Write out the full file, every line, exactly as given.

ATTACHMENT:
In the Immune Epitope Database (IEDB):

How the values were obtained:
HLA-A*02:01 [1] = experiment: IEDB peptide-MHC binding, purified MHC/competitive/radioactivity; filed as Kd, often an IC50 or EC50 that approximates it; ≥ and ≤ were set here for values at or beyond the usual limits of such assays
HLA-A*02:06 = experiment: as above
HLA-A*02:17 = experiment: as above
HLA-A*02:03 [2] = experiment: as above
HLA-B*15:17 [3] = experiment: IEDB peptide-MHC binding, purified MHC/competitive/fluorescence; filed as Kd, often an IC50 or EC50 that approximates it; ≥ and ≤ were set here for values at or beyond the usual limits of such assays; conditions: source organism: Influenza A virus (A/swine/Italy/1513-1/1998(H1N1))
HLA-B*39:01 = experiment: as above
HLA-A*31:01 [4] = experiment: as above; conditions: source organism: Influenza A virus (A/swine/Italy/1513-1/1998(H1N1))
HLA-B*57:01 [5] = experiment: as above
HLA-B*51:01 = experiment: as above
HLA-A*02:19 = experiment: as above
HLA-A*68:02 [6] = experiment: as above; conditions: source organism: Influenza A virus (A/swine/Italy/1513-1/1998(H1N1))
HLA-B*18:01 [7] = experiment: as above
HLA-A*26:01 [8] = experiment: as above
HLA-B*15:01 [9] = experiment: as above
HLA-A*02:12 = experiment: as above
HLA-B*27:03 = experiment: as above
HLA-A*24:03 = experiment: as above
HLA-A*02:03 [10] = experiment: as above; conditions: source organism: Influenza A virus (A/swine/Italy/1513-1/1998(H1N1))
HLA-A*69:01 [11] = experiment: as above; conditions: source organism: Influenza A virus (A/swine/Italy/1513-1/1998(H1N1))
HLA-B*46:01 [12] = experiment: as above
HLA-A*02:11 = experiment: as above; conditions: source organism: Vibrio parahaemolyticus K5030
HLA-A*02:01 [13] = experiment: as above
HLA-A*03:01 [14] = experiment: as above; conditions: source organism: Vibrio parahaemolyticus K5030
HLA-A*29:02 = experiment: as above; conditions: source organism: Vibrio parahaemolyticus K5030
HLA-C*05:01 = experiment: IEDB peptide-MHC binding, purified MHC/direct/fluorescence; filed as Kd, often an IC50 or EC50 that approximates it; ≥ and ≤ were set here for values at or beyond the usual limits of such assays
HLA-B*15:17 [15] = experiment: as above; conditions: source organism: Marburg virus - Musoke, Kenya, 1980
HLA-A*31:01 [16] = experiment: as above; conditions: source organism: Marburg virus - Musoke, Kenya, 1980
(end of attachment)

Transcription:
In the Immune Epitope Database (IEDB):

How the values were obtained:
HLA-A*02:01 [1] = experiment: IEDB peptide-MHC binding, purified MHC/competitive/radioactivity; filed as Kd, often an IC50 or EC50 that approximates it; ≥ and ≤ were set here for values at or beyond the usual limits of such assays
HLA-A*02:06 = experiment: as above
HLA-A*02:17 = experiment: as above
HLA-A*02:03 [2] = experiment: as above
HLA-B*15:17 [3] = experiment: IEDB peptide-MHC binding, purified MHC/competitive/fluorescence; filed as Kd, often an IC50 or EC50 that approximates it; ≥ and ≤ were set here for values at or beyond the usual limits of such assays; conditions: source organism: Influenza A virus (A/swine/Italy/1513-1/1998(H1N1))
HLA-B*39:01 = experiment: as above
HLA-A*31:01 [4] = experiment: as above; conditions: source organism: Influenza A virus (A/swine/Italy/1513-1/1998(H1N1))
HLA-B*57:01 [5] = experiment: as above
HLA-B*51:01 = experiment: as above
HLA-A*02:19 = experiment: as above
HLA-A*68:02 [6] = experiment: as above; conditions: source organism: Influenza A virus (A/swine/Italy/1513-1/1998(H1N1))
HLA-B*18:01 [7] = experiment: as above
HLA-A*26:01 [8] = experiment: as above
HLA-B*15:01 [9] = experiment: as above
HLA-A*02:12 = experiment: as above
HLA-B*27:03 = experiment: as above
HLA-A*24:03 = experiment: as above
HLA-A*02:03 [10] = experiment: as above; conditions: source organism: Influenza A virus (A/swine/Italy/1513-1/1998(H1N1))
HLA-A*69:01 [11] = experiment: as above; conditions: source organism: Influenza A virus (A/swine/Italy/1513-1/1998(H1N1))
HLA-B*46:01 [12] = experiment: as above
HLA-A*02:11 = experiment: as above; conditions: source organism: Vibrio parahaemolyticus K5030
HLA-A*02:01 [13] = experiment: as above
HLA-A*03:01 [14] = experiment: as above; conditions: source organism: Vibrio parahaemolyticus K5030
HLA-A*29:02 = experiment: as above; conditions: source organism: Vibrio parahaemolyticus K5030
HLA-C*05:01 = experiment: IEDB peptide-MHC binding, purified MHC/direct/fluorescence; filed as Kd, often an IC50 or EC50 that approximates it; ≥ and ≤ were set here for values at or beyond the usual limits of such assays
HLA-B*15:17 [15] = experiment: as above; conditions: source organism: Marburg virus - Musoke, Kenya, 1980
HLA-A*31:01 [16] = experiment: as above; conditions: source organism: Marburg virus - Musoke, Kenya, 1980